Dan Wakefield: Creating from the Spirit

Dan Wakefield is a novelist, journalist and screenwriter whose best-selling novels Going All The Way and Starting Over were produced as feature films; he created the NBC prime time TV series “James at 15.” A documentary film has been produced of his memoir New York in the Fifties. His non-fiction books on spirituality include Returning: A Spiritual Journey, Creating from the SpiritThe Story of Your Life: Writing a Spiritual Autobiography, Expect a Miracle, and How Do We Know When It’s God?: A Spiritual Memoir.

Dan Wakefield was interviewed in August 2010 by M.J. Fievre for Sliver of Stone Magazine.

MJF: What basic philosophy do you try to express in Creating from the Spirit?

DW: The idea of the book is to try to see creativity in your daily life, in everything you do, not just limit it to writing, music, painting and “the arts.” I interviewed people from all different fields to ask how they used creativity in their own work—a yoga teacher, a businessman, a chef, a scientist, a singer, an architect, as well as writers and artists.

The other idea I wanted to express was that the mythology of alcohol and drugs being stimulants to creativity is just that—mythology. When you look behind all the “glamorous” stories of writers being inspired by booze and drugs you find that they weren’t actually doing their creative work while under the influence—they wrote about it afterwards. I have a whole chapter about this with specific experiences that we’ve heard myths about. The main way that alcohol influenced writers was to end their lives early—Dylan Thomas at 39, Scott Fitzgerald at 44, Jack Kerouac at 46.

MJF: Please discuss the ways that words and spirit intersect in your work, especially in regards to healing the wounds of the past through creativity.

DW: My experience has been that by writing about a painful experience, you can come to term with that experience. You incorporate it into your own consciousness and it’s a way of conquering the experience. Psychologists have found there’s a great difference between telling your story—speaking it out loud—and writing the story. We can become very glib if we keep telling our story. We probably told it so many times that we can tell it while thinking about what we’ll have for dinner. Whereas when you write a story,  you really have to deal with it and it’s a much deeper experience. Pulitzer prize poet Mark Van Doren once said that whenever you write honestly about your most horrible experience, that’s when you really reach people, that’s when you’re able to move people with your writing.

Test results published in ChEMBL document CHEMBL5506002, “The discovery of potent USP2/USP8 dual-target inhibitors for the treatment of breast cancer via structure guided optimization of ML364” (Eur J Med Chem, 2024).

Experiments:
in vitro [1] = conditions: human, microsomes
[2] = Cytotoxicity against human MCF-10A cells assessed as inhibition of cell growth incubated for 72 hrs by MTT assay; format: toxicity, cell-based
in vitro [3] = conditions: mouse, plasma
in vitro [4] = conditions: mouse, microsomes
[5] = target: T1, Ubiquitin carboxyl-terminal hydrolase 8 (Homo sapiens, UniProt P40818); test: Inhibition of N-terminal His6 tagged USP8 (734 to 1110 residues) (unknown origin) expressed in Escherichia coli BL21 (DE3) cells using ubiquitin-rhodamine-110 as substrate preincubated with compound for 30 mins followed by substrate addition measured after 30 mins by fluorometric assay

MJF: What most changed for you in the writing and completing of this book?

DW: When I started writing and thinking of the book, I imagined it would all be about the mythology of drugs and alcohol, and an editor told me I was only telling about what did NOT work—so what DOES work in stimulating creativity and how can one get access to that? My greatest answer to that was found in Willa Cather’s novel Death Comes For The Archbishop in which she gave the best definition of miracles I have ever encountered: “Miracles… seem to me to rest not so much upon faces or voices coming to us from afar of, but from our senses being made finer, so that our eyes can see and our ears can hear what is there about us always.” This led me to the realization that the senses can be openings to creativity, to stories, images, and ideas. In my workshops, I give specific exercises in looking, hearing, touching, smelling, seeing, that open up this kind of creative experience.

MJF: So this wasn’t stream-of-consciousness writing?

DW: No. I made an outline before I started writing. I think it’s very difficult to use stream-of-consciousness when you’re writing nonfiction, unless you’re writing memoir and tap into some experience that way.

MJF: What seems to work for unleashing your creativity?

DW: A deadline is the most powerful motivator.  But there are other things. When I get stuck, I listen to music, I read passages from books I love, and I use the senses to bring things to mind. As I was editing Creating from the Spirit, I started thinking about the five senses as keys to creativity and I realized that many writers have been stimulated by some sense memory. Proust, for example, ate madeleines (cookies from his childhood) to bring forth the writing of Remembering of Things Past. When I was writing my own memoir, New York in the Fifties,  I played Miles Davis’s Sketches of Spain. Spain had nothing to do with what I was writing, but that piece of music, which I listened to in the 50s, brought back that period of my life and helped me remember people and places and events of those days.